As farmers protests rage in the Netherlands and beyond, the head of one of Canada’s premier agricultural groups is warning that strict domestic emissions targets could spur a similar reaction from the industry. 

Strict nitrogen and ammonia emissions caps by the Dutch government have sparked nationwide protests. Tens of thousands of farmers and their supporters have formed convoys throughout the country demanding a referendum on government measures. As a result of the chaos, farmers have even been fired upon by police.

According to President of the Western Canadian Wheat Growers Gunter Jochum, Canadian farmers could also soon have their backs against the wall as a result of emission targets. 

“We have talked to other producer groups, we’re very concerned about exactly that same scenario. And will we go to these lengths like what’s happening in the Netherlands? I don’t know,” Jochum told True North. 

“But, you know, all I can say is, if you push farmers back right up against the wall where their livelihood is at stake and it’s a direct result of government overreach and non science based policies, then, who knows what could happen?” 

Two years ago, the Liberal government introduced a 30% emissions reduction target for fertilizer use in the agricultural industry. In comparison, the Netherlands has instituted a 50% emissions cut on nitrogen and ammonia emissions by 2030. 

“The fertilizer target’s objective is to contribute to lower GHG emissions from the agriculture sector, building on and leveraging public and private programs and initiatives,” an Agriculture Canada discussion document writes.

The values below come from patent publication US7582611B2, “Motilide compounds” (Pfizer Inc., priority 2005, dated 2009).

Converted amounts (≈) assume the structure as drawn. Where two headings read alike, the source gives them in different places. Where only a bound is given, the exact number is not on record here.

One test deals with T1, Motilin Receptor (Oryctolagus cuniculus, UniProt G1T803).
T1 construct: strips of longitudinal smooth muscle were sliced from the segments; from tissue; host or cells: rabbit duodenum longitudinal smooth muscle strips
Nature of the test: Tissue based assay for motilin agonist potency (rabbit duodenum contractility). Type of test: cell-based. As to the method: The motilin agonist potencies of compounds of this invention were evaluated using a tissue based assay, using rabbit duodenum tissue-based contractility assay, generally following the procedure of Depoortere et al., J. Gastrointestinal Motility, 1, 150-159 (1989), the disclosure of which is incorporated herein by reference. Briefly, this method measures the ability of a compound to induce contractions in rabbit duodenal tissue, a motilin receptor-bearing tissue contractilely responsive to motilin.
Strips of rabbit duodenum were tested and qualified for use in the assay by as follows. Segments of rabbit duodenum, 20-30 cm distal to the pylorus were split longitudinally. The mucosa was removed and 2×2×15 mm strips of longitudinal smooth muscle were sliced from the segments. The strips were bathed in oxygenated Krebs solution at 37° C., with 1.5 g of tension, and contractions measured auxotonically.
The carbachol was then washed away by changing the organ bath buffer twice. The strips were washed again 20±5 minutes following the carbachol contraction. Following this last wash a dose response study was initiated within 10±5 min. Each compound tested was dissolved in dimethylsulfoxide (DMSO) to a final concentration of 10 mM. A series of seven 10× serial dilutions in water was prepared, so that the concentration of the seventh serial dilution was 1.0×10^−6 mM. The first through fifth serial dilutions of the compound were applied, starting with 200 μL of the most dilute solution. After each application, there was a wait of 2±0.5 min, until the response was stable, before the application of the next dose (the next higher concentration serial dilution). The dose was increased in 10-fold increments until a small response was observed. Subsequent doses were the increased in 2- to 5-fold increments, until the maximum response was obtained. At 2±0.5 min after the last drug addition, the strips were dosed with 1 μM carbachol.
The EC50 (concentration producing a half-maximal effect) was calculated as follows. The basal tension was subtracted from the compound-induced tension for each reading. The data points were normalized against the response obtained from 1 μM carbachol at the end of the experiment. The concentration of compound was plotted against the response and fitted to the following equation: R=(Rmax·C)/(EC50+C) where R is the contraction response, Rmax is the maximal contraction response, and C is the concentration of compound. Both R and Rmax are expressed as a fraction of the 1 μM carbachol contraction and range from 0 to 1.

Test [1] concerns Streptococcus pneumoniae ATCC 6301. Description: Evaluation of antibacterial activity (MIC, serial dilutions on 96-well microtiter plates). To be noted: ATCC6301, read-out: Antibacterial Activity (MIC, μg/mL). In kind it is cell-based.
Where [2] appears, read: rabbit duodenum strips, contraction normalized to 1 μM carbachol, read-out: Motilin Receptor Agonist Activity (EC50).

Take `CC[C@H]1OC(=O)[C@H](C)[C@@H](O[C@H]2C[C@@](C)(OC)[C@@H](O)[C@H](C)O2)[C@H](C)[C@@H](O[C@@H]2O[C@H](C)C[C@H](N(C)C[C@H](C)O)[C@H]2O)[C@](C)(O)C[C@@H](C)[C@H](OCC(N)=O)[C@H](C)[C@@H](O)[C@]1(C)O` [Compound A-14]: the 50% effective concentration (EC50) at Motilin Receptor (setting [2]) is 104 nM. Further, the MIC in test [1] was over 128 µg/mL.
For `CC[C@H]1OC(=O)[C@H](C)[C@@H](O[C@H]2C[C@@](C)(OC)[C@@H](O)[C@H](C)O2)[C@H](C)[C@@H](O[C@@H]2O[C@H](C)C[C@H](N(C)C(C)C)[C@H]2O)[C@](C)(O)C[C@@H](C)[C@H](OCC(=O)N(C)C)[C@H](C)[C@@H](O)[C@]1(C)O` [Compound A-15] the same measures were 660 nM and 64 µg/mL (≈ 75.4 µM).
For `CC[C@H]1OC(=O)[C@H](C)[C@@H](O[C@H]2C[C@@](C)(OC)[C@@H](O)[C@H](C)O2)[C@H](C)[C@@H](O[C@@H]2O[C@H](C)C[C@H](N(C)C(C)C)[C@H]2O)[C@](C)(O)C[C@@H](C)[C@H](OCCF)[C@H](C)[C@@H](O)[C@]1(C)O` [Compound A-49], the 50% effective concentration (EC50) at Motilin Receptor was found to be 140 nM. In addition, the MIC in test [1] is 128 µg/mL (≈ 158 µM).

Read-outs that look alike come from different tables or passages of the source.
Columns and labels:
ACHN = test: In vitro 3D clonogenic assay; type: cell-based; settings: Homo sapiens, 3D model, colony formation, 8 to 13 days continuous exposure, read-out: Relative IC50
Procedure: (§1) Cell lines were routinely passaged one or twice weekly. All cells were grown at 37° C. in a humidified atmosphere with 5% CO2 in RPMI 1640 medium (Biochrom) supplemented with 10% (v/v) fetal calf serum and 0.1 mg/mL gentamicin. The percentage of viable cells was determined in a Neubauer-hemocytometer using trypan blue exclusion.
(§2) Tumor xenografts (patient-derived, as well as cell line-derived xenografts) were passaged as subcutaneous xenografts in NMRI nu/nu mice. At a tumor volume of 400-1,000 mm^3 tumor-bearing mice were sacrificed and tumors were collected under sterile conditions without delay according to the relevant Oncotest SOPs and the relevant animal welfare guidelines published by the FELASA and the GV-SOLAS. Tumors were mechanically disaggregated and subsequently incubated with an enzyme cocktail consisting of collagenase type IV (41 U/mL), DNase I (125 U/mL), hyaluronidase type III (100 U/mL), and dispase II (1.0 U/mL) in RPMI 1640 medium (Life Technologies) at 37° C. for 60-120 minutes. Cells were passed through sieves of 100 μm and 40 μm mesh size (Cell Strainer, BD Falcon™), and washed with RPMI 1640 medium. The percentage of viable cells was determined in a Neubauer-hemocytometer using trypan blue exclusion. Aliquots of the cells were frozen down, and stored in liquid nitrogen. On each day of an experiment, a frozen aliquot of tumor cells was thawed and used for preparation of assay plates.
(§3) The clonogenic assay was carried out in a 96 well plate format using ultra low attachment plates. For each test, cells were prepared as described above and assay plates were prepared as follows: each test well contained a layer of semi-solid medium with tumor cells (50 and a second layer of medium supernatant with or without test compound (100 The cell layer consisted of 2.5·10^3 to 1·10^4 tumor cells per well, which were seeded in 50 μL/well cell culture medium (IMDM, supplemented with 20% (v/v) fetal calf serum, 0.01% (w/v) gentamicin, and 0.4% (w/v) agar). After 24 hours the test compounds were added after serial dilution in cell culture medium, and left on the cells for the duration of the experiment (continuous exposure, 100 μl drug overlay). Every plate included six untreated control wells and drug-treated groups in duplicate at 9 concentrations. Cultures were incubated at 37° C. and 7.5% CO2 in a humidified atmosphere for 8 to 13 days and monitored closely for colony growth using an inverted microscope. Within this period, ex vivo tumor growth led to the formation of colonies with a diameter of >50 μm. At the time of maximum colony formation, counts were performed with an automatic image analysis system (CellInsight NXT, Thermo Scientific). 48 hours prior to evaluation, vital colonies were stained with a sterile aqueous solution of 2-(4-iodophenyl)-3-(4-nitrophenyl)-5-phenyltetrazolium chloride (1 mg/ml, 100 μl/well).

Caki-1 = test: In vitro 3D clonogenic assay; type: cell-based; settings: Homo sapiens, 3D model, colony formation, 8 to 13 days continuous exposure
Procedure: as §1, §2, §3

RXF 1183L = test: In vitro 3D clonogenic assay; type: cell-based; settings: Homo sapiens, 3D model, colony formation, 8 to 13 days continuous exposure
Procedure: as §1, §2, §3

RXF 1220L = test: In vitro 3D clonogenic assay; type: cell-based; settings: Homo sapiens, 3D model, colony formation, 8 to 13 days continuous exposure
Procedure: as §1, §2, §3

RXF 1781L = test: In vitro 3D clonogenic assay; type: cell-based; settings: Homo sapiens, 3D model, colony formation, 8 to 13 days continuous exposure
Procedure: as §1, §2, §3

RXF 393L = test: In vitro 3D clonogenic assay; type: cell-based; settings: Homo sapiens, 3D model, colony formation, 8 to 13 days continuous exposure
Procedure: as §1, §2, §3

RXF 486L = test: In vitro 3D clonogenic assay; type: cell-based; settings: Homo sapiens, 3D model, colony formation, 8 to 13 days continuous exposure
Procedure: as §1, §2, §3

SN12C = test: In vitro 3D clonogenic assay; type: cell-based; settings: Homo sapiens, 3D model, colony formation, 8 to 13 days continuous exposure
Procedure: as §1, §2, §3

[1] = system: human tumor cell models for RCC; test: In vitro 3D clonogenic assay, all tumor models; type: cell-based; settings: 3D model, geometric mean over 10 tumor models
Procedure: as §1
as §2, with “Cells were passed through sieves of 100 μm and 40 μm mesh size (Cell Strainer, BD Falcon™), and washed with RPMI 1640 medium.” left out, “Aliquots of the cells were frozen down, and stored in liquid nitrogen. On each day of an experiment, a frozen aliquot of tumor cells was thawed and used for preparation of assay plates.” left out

“The target applies to both direct (following fertilizer application) and indirect (from nitrogen leached from fields and volatilized to the atmosphere as ammonia) emissions from the application of fertilizer.”

As exclusively reported by True North, Agriculture Canada also signalled out the wheat industry as being among the worst emissions offenders when it comes to fertilizer use. 

According to Jochum, targets on fertilizer do not adequately take into account how efficient its use already is, leaving some agricultural producers with little wiggle room when it comes to reducing emissions. 

“I have a real problem with just blanket saying we need to reduce fertilizer use by X amount percent when there isn’t really real baselines established,” Jochum told True North.

“Now all these grains take different amounts of fertilizer and so to just say, ‘Okay, we’ll reduce it based on this year, and that tonnage,’ would be very foolish. The other problem is each crop and each weather event, each different types of fertilizer and (every scenario has) different emissions.” 

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